For King, a number of motifs which have been inherent in his output to date remain as constants, national identity, freedom and community, to name but three. Readers expecting an awayday ruck won’t find anything here, but for fans of The Prison House and even Human Punk, there will be much to come away with.
Re-Enter the Dragon, Stewart Home, 2018 (Leda Tape Organisation)
Don’t say you weren’t warned, but one-time skin and avant-pulp writer Stewart Home is back and this time it’s Bruceploitation rather than capitalism or catburglers under consideration.
Re-Enter the Dragon pores (and I mean pores) over shelf-loads of obscure, hidden and occasionally pointless martial arts movies to apply genre theory considerations to a genre you may not have even known existed. In itself, this provides an obvious and ample challenge to Home to catalogue, decipher and apply against the sheer weight of post-Bruce Lee flicks which have emanated from Asian studios since the actor’s death (with a taxonomy provided through concentric circles of core, peripheral and outer works).
Exploitation subgenres have provided a deep and satisfying range of titles and works to mine since Sleazoid Express was on newsstands and Quentin Tarantino was able to monetise his misspent youth via the studio system, with Home’s devout inquiry doubtless to form part of a future set text list.
But for readers of this zine, if you can pick up the likes of a Richard Allen or Mick Norman for their pounding heart, then Re-Enter the Dragon will more than satisfy, like a well-aimed kick to the privates of the nearest hippy or boss-man.
The definitive book on Brucesploitation! For someone like me whose focus in regards to martial arts movies has always been on Shaw Brothers productions, it’s great to have such a thorough investigation of a genre I previously knew little about. Director Joseph Velasco, previously unknown to me, gets much praise, and it was worth reading the book just to learn about him.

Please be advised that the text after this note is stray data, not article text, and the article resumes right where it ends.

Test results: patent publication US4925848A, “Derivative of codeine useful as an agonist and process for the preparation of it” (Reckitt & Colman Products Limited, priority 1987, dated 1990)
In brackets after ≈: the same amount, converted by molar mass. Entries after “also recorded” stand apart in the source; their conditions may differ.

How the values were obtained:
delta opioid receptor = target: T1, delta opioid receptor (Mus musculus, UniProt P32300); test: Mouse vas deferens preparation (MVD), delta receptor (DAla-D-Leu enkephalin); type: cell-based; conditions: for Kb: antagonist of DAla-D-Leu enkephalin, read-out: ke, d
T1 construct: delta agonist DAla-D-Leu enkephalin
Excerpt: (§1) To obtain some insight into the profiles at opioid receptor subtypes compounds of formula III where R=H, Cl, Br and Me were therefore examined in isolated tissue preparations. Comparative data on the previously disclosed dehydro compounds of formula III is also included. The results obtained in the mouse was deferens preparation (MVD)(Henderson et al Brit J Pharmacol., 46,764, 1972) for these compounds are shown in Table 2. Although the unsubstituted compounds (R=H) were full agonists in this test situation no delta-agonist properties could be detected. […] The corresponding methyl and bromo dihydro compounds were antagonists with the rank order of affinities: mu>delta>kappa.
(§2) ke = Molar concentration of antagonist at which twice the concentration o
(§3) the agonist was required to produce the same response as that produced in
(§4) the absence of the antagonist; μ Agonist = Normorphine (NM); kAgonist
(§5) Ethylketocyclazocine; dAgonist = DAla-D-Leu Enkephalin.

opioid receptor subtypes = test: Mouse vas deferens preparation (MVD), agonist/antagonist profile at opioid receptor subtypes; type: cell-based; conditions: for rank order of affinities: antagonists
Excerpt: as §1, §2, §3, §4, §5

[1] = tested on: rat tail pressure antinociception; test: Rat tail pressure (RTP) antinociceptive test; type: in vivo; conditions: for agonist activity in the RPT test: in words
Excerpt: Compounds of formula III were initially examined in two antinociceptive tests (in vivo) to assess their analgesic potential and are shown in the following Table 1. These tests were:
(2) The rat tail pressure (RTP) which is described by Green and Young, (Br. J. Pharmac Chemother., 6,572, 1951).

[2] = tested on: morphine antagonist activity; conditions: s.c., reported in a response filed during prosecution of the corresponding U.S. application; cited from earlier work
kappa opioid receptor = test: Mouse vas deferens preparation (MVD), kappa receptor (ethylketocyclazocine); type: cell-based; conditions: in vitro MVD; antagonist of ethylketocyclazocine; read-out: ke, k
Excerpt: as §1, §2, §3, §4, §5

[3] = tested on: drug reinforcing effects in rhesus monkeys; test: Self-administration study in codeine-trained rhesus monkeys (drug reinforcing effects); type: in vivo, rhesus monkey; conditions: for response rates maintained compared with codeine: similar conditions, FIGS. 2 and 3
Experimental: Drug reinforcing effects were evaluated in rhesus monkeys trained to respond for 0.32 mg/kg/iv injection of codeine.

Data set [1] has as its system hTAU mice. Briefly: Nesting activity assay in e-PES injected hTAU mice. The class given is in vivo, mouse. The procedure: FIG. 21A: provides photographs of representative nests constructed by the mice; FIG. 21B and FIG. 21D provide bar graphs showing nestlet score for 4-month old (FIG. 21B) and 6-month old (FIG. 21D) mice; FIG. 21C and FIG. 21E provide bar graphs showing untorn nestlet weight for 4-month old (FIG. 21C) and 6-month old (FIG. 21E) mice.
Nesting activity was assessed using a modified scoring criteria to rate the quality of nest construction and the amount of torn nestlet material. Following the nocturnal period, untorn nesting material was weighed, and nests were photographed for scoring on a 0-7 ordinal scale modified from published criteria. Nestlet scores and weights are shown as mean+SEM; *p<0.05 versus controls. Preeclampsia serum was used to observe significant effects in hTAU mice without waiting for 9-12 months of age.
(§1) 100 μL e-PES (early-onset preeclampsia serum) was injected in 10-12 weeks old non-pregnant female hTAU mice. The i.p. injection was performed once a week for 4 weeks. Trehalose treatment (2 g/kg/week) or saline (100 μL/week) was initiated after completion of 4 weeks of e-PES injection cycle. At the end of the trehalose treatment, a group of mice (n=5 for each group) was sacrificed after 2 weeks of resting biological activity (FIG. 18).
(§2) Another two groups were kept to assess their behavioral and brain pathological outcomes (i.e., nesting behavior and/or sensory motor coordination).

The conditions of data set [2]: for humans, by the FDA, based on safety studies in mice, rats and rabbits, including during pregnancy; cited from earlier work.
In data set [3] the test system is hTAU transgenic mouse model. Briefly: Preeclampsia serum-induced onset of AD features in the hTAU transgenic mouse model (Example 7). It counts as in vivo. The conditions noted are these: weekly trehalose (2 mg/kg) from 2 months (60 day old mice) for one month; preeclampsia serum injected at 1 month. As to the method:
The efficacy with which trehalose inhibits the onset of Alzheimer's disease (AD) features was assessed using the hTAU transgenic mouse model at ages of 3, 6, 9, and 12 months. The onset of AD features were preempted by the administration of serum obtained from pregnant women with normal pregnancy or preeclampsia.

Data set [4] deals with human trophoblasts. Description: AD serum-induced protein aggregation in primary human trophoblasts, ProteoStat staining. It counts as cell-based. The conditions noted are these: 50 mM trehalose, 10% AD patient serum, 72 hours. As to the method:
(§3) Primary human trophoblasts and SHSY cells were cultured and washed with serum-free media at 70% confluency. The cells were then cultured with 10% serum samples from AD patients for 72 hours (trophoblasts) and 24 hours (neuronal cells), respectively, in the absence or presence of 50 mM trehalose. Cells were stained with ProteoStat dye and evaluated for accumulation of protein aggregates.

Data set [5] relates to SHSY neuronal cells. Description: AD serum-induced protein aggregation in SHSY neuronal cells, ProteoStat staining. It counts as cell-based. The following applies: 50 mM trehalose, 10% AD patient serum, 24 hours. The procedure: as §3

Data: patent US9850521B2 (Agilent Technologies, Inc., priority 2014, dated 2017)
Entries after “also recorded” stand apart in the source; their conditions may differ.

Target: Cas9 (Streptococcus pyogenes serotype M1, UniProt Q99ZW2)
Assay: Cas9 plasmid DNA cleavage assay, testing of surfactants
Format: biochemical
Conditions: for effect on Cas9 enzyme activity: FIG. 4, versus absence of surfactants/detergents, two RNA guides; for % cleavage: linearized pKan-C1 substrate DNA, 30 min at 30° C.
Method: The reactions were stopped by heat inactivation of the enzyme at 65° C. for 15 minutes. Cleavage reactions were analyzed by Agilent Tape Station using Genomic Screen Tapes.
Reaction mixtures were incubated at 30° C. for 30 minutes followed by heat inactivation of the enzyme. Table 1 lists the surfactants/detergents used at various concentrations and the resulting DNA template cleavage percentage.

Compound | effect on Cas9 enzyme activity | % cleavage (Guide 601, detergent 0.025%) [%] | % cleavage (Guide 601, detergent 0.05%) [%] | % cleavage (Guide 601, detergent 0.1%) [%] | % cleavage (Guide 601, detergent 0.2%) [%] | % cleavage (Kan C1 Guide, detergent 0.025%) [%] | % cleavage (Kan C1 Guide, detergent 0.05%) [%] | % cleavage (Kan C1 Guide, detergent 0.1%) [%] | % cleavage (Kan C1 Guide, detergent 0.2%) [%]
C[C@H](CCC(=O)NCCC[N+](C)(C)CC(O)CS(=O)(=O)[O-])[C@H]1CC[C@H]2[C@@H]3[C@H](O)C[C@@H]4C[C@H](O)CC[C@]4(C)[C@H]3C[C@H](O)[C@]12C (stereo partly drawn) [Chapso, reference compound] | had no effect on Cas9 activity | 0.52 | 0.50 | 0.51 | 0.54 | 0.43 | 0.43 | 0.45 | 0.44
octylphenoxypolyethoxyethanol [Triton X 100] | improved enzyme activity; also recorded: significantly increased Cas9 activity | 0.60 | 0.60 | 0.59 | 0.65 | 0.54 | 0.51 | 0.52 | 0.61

146 movies are divided up into four self-explanatory categories: core, semi-periphery, periphery and outer limits. The plots are summarised, and the movies are put into a critical/historical/personal context. Low-budget surrealism is favored over Hollywood structures and polish. Nationalism is condemned in favour of ‘proletarian internationalism’. That said, it’s miles away from the kind of dull ‘high brow’ writing on ‘film’ that clog up the shelves in university libraries.
Unlike a lot of people who apply ‘theory’ to genre movies, Home actually likes and knows a lot about these movies. He’s the author of Cranked Up Really High, the best and most original book on punk rock, and although the format of that book is very different to Re-Enter the Dragon, the spirit is similar. Home obviously likes stirring the pot and taking the piss, and you don’t have to agree with everything he says (I don’t!) to get a kick out of his chutzpah.
That said, if I was Bruce Li I’d be heading down to the next Flintlock reunion show with some serious Dim Mak ambush in mind! Betty Ting Pei’s honour, on the other hand, is staunchly defended. Nice one Stew.
Like all this publisher’s books, it’s a great price and super stylish in its cover design. Hell of an author photo n’ all. Buy it!